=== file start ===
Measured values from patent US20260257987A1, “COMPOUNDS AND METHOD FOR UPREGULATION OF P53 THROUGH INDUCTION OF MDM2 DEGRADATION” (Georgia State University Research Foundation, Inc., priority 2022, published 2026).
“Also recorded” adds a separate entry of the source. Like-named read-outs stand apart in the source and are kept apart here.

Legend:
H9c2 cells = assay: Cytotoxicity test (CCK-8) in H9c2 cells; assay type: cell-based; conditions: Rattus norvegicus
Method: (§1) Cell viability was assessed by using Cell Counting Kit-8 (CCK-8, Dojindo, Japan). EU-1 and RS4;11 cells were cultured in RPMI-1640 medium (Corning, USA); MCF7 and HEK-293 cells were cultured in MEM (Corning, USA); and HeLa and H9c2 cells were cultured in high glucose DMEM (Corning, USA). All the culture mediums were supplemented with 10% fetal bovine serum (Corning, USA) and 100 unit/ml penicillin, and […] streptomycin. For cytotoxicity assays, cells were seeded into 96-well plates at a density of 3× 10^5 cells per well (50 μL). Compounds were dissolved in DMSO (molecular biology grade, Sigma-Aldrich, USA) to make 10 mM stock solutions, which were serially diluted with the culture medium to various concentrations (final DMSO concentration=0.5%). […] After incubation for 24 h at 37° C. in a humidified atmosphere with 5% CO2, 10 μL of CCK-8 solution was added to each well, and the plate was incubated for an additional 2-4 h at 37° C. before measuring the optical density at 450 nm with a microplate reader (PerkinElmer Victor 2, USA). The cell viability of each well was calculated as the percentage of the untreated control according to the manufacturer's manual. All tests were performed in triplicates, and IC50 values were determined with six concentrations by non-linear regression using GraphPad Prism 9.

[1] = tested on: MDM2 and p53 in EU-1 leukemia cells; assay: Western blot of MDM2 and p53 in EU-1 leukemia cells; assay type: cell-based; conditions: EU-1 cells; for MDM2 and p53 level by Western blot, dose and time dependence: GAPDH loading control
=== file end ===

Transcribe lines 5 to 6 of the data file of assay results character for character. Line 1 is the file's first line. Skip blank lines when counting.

Method: (§1) Cell viability was assessed by using Cell Counting Kit-8 (CCK-8, Dojindo, Japan). EU-1 and RS4;11 cells were cultured in RPMI-1640 medium (Corning, USA); MCF7 and HEK-293 cells were cultured in MEM (Corning, USA); and HeLa and H9c2 cells were cultured in high glucose DMEM (Corning, USA). All the culture mediums were supplemented with 10% fetal bovine serum (Corning, USA) and 100 unit/ml penicillin, and […] streptomycin. For cytotoxicity assays, cells were seeded into 96-well plates at a density of 3× 10^5 cells per well (50 μL). Compounds were dissolved in DMSO (molecular biology grade, Sigma-Aldrich, USA) to make 10 mM stock solutions, which were serially diluted with the culture medium to various concentrations (final DMSO concentration=0.5%). […] After incubation for 24 h at 37° C. in a humidified atmosphere with 5% CO2, 10 μL of CCK-8 solution was added to each well, and the plate was incubated for an additional 2-4 h at 37° C. before measuring the optical density at 450 nm with a microplate reader (PerkinElmer Victor 2, USA). The cell viability of each well was calculated as the percentage of the untreated control according to the manufacturer's manual. All tests were performed in triplicates, and IC50 values were determined with six concentrations by non-linear regression using GraphPad Prism 9.

[1] = tested on: MDM2 and p53 in EU-1 leukemia cells; assay: Western blot of MDM2 and p53 in EU-1 leukemia cells; assay type: cell-based; conditions: EU-1 cells; for MDM2 and p53 level by Western blot, dose and time dependence: GAPDH loading control